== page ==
On the trail of Britten's Peter Grimes
Postcard from Aldeburgh: a look at the landscape that inspired the opera.
29 June 2011 at 1.04pm | 1 Comment
Peter Grimes is a rare masterpiece of English opera, suffused with an almost overwhelming sense of place; the salty sea air and dark stormy light of Suffolk on the east coast. Its inspiration is Britten’s home town, the unique coastal settlement of Aldeburgh. If you have seen the opera, and never been to the landscape that inspired it, here is a Peter Grimes Trail to inspire you to head East one stormy summer afternoon.
Peter Grimes Trail
1. Aldeburgh Parish Church: The medieval church of Saint Peter and Paul looks out to sea, with an unusually tall 14th-century bell tower once used as a key navigation point by sailors. Britten’s body is buried in the church’s Lawn Cemetery. A simple slate headstone marks his grave, which stands next to that of his partner the tenor Peter Pears, who first sang the title role of Peter Grimes.
Inside, near the organ, is a bust of George Crabbe, whose poem ‘The Borough’ inspired Britten to write Peter Grimes. The church was also the venue for the first concert of the first Aldeburgh Festival in 1948, and for many notable performances since. Near the bust is a stained glass window by the artist John Piper in memory of his friend Britten.
2. The Moot Hall The prologue of Peter Grimes is set in ‘a room inside the Moot Hall, arranged for a coroner’s inquest’. The Moot Hall is Aldeburgh’s oldest building after the church and has been the centre of civic life in the town for more than 450 years. Aldeburgh Town Council still meets in its first-floor chamber, which also houses Aldeburgh Museum. Facing the Moot Hall is the Mill Inn, which also dates from the 16th century and is today one of several fine Aldeburgh public houses that are altogether more salubrious than The Boar (the fictional inn in Peter Grimes where the townsfolk meet to gossip and carouse).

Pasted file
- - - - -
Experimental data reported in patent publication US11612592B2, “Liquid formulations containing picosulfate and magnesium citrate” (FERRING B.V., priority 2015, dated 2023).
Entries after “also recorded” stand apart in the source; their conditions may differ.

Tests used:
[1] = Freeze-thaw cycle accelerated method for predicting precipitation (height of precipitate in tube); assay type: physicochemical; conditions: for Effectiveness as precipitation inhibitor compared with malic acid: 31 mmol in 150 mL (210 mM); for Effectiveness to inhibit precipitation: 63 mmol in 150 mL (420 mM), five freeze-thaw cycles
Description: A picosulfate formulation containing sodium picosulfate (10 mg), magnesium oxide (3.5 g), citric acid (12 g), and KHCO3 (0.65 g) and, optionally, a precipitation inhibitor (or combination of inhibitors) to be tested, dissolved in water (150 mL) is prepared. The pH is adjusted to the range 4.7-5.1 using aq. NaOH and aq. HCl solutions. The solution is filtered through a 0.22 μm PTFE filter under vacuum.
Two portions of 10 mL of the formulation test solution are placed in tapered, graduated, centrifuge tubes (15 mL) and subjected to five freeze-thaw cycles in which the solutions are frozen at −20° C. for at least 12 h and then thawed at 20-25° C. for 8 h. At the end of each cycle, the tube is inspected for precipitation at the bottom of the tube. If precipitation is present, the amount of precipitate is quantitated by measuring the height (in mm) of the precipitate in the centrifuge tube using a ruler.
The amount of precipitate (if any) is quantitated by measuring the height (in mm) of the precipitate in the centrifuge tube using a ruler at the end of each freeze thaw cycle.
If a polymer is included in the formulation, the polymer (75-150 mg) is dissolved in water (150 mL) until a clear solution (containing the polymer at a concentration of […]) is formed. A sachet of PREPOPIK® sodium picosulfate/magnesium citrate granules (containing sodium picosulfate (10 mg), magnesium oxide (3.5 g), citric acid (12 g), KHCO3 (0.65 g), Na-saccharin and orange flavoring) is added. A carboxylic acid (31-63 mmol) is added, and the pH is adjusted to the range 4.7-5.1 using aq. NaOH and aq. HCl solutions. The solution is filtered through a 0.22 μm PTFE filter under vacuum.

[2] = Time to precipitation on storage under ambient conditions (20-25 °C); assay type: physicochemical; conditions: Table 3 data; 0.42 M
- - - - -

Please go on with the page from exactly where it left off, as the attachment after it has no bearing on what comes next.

3. Scallop by Maggi Hambling: The interludes in Peter Grimes famously evoke the Aldeburgh shore in all its moods. Its shingle beach was a source of inspiration to Britten throughout his career. On the shingle north of the town, towards Thorpeness, is the giant metal sculpture of a shell, Scallop, a tribute to Britten by the Suffolk artist Maggi Hambling. The four-metre high stainless steel structure is composed of two fractured and interlocking scallop shells, pierced with words sung by Grimes towards the end of the opera: ‘I hear those voices that will not be drowned’. It is a wonderful place to sit and listen to the sound of wind and sea and waves.
4. Stop to eat: The walk between the Scallop and the Moot Hall takes you past the huts of the few fisherman still working out of Aldeburgh. You can buy freshly-landed fish from them, or ready-cooked at either of the two fish and chip shops along the High Street.
5. The Red House: Here, off leafy and secluded Golf Lane, is the house where Britten and Pears lived and worked from 1957 until their deaths. Today it is the home of the Britten—Pears Foundation, which welcomes visitors to to gain new insights into Britten’s music in the place where much of it was written. Visitors can browse an exhibition on Britten at work, book onto guided tours of the house, and enjoy the extensive gardens. Be quick – you only have until the end of August to visit; the house is shortly to close for a major building project (due to reopen in 2013).
6. Where to stay: The Old Mill, Snape: Peter Grimes was composed while Britten was living at a converted mill in the village of Snape, just up the hill from the Maltings that he would later turn into a world-class concert hall. The Old Mill is not open to the public, but you can in stay two separate cottages on the site.